Lymphoma II: Hodgkin lymphoma

Aetiology and epidemiology

Hodgkin lymphoma is characterized by the presence of Reed–Sternberg cells within the neoplastic tissue (Fig 32.1a). It is more prevalent in males than in females (M : F ratio is 1.5–2.0 : 1) and has a peak incidence in age range 15–40 years. The cause is not known, but Epstein–Barr virus infection may be a cofactor.

Histological classification

This is well defined and of prognostic significance (Box 32.1). Reed–Sternberg (RS) cells are usually outnumbered by a non-malignant reactive infiltrate of eosinophils, plasma cells, lymphocytes and histiocytes. The RS cells are CD30+ (Fig. 32.1b); HL is of B-cell origin. The (classic) disease is classified histologically into mixed cellularity, nodular sclerosis, lymphocyte rich and lymphocyte depleted (Box 32.1). Prognosis for lymphocyte-rich HL is favourable, whereas lymphocyte-depleted HL is less favourable.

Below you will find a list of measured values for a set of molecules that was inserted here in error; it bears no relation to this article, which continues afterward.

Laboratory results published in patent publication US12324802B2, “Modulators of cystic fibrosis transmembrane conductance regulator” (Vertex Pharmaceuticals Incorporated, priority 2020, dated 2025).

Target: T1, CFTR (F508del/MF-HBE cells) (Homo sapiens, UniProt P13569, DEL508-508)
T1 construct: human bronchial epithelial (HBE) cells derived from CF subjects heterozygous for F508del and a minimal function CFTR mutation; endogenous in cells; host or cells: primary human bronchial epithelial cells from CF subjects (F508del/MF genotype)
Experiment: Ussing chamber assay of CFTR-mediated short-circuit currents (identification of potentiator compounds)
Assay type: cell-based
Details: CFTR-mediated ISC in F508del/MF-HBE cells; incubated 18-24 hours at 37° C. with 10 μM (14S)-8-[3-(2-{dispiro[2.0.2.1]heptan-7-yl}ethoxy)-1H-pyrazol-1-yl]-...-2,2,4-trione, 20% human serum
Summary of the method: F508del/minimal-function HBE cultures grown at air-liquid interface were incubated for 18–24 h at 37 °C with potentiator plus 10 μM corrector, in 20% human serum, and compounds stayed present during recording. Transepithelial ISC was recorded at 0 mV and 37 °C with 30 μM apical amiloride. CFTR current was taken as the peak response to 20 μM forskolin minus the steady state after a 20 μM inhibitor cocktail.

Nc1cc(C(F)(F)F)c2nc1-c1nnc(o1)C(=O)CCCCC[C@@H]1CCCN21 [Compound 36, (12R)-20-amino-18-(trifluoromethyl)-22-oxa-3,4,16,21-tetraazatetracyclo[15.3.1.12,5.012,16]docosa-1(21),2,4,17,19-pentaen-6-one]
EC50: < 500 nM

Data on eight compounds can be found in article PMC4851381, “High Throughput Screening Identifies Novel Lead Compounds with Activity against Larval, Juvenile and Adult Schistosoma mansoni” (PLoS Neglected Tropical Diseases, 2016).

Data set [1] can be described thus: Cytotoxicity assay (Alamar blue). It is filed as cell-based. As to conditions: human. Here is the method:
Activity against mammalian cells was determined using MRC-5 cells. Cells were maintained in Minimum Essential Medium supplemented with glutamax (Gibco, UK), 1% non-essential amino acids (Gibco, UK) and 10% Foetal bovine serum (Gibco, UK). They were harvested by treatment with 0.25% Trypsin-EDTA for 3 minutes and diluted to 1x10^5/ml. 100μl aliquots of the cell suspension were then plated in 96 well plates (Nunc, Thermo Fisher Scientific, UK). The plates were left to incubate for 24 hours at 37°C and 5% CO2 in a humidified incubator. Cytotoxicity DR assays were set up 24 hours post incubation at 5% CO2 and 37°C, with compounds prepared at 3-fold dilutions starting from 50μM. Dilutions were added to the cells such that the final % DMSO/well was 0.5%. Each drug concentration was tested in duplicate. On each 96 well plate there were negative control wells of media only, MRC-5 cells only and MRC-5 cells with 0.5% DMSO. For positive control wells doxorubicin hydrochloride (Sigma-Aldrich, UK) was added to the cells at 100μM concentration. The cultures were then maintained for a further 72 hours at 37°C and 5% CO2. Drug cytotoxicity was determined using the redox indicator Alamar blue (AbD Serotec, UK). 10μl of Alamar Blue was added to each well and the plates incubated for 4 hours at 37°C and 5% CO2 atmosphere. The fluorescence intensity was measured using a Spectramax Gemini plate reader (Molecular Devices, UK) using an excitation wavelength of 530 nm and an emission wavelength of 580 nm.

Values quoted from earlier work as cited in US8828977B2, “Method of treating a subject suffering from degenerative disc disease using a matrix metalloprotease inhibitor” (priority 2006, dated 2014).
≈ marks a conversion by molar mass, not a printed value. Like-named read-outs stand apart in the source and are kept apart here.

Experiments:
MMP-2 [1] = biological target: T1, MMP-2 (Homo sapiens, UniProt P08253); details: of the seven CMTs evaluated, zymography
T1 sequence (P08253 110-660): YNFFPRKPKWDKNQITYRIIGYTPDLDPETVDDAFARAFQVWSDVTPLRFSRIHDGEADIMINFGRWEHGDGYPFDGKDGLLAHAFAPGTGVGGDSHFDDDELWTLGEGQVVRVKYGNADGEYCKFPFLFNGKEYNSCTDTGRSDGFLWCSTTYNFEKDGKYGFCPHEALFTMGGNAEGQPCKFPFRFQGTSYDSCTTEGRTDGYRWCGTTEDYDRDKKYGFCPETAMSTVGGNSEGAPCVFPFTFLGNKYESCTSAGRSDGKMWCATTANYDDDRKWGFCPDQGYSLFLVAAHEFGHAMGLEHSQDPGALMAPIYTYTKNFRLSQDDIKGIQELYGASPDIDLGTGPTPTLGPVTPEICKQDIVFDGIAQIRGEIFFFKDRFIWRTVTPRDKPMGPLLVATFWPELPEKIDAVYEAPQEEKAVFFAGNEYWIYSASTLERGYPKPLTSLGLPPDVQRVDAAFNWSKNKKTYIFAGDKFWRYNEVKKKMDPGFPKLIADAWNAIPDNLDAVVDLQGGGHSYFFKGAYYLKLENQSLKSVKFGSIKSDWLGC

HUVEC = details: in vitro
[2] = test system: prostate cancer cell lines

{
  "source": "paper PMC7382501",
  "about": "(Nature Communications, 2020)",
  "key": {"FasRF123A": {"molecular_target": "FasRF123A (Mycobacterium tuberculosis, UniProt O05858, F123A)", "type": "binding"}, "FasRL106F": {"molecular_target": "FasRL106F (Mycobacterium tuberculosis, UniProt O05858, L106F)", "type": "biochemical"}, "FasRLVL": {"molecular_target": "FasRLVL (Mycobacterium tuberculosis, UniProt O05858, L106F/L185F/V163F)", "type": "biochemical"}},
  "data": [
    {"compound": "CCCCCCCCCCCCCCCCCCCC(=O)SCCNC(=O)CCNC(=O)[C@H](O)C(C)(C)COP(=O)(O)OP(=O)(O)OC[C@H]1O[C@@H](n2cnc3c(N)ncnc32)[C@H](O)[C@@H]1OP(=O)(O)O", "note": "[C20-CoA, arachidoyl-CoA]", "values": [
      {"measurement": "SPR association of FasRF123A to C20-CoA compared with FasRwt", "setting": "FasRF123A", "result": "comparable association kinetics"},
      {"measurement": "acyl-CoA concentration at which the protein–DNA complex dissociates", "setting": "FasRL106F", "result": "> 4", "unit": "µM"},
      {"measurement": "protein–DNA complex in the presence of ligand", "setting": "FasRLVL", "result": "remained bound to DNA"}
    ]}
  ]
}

Box 32.1 Histological classification of Hodgkin lymphoma

Hodgkin lymphoma

Nodular lymphocyte predominant Hodgkin lymphoma

Classic Hodgkin lymphoma

Nodular sclerosis


Mixed cellularity


Jun 12, 2016 | Posted by in HEMATOLOGY | Comments Off on Lymphoma II: Hodgkin lymphoma

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